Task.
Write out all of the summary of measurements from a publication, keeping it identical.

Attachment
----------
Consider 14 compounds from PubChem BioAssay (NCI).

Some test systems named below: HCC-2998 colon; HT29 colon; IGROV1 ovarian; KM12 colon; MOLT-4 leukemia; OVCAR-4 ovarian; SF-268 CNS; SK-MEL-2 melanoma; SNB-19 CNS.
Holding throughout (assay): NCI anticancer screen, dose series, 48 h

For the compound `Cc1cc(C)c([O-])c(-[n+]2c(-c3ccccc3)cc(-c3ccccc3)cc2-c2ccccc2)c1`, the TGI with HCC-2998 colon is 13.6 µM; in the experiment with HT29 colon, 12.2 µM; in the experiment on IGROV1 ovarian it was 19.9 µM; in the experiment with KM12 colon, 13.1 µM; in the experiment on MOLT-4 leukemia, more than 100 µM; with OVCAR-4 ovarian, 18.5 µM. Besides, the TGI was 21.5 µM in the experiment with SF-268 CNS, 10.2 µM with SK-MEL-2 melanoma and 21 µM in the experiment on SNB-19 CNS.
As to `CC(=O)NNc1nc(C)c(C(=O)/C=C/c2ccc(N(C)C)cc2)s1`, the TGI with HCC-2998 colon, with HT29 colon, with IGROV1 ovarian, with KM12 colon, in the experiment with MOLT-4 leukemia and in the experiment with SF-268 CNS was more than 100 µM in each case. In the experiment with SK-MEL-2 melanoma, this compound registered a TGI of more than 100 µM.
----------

Consider 14 compounds from PubChem BioAssay (NCI).

Some test systems named below: HCC-2998 colon; HT29 colon; IGROV1 ovarian; KM12 colon; MOLT-4 leukemia; OVCAR-4 ovarian; SF-268 CNS; SK-MEL-2 melanoma; SNB-19 CNS.
Holding throughout (assay): NCI anticancer screen, dose series, 48 h

For the compound `Cc1cc(C)c([O-])c(-[n+]2c(-c3ccccc3)cc(-c3ccccc3)cc2-c2ccccc2)c1`, the TGI with HCC-2998 colon is 13.6 µM; in the experiment with HT29 colon, 12.2 µM; in the experiment on IGROV1 ovarian it was 19.9 µM; in the experiment with KM12 colon, 13.1 µM; in the experiment on MOLT-4 leukemia, more than 100 µM; with OVCAR-4 ovarian, 18.5 µM. Besides, the TGI was 21.5 µM in the experiment with SF-268 CNS, 10.2 µM with SK-MEL-2 melanoma and 21 µM in the experiment on SNB-19 CNS.
As to `CC(=O)NNc1nc(C)c(C(=O)/C=C/c2ccc(N(C)C)cc2)s1`, the TGI with HCC-2998 colon, with HT29 colon, with IGROV1 ovarian, with KM12 colon, in the experiment with MOLT-4 leukemia and in the experiment with SF-268 CNS was more than 100 µM in each case. In the experiment with SK-MEL-2 melanoma, this compound registered a TGI of more than 100 µM.